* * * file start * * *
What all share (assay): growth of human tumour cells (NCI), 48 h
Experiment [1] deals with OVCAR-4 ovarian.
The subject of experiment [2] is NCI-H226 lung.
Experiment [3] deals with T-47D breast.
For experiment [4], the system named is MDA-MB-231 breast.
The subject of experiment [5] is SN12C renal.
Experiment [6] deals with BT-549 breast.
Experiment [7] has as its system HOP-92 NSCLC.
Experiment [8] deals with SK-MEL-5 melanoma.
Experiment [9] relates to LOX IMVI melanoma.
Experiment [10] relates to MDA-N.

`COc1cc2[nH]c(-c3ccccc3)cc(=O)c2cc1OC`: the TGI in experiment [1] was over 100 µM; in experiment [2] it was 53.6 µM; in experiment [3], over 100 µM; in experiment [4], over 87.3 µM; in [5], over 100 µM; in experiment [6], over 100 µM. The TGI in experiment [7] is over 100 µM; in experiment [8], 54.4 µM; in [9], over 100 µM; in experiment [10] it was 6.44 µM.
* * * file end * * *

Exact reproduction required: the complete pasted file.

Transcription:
What all share (assay): growth of human tumour cells (NCI), 48 h
Experiment [1] deals with OVCAR-4 ovarian.
The subject of experiment [2] is NCI-H226 lung.
Experiment [3] deals with T-47D breast.
For experiment [4], the system named is MDA-MB-231 breast.
The subject of experiment [5] is SN12C renal.
Experiment [6] deals with BT-549 breast.
Experiment [7] has as its system HOP-92 NSCLC.
Experiment [8] deals with SK-MEL-5 melanoma.
Experiment [9] relates to LOX IMVI melanoma.
Experiment [10] relates to MDA-N.

`COc1cc2[nH]c(-c3ccccc3)cc(=O)c2cc1OC`: the TGI in experiment [1] was over 100 µM; in experiment [2] it was 53.6 µM; in experiment [3], over 100 µM; in experiment [4], over 87.3 µM; in [5], over 100 µM; in experiment [6], over 100 µM. The TGI in experiment [7] is over 100 µM; in experiment [8], 54.4 µM; in [9], over 100 µM; in experiment [10] it was 6.44 µM.